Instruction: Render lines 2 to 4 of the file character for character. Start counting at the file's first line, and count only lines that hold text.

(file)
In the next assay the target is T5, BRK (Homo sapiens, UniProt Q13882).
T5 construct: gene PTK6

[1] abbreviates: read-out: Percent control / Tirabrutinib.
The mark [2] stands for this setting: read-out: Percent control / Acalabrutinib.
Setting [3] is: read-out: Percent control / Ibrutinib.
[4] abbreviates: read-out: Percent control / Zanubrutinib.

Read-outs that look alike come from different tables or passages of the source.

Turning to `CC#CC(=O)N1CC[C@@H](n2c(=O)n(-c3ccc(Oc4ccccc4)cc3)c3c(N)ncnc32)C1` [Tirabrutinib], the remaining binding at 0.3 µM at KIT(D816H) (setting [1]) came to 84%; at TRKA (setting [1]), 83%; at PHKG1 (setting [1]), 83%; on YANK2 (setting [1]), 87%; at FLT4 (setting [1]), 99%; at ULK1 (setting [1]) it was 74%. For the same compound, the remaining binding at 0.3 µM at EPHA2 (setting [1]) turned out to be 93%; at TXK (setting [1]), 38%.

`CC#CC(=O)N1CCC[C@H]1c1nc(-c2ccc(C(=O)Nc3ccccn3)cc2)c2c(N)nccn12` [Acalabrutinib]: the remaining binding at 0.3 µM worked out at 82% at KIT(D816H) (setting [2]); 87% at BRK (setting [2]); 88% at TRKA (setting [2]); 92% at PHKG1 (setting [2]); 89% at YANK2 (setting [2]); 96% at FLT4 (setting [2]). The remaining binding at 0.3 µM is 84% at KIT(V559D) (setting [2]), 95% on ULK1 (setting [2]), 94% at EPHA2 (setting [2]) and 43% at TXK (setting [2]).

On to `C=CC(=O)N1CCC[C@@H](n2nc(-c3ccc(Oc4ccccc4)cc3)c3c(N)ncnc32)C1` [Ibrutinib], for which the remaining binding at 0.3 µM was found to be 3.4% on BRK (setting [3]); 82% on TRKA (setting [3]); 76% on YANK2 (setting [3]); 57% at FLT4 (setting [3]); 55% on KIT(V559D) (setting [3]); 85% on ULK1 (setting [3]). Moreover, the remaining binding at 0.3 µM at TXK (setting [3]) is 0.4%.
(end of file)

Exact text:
T5 construct: gene PTK6

[1] abbreviates: read-out: Percent control / Tirabrutinib.
The mark [2] stands for this setting: read-out: Percent control / Acalabrutinib.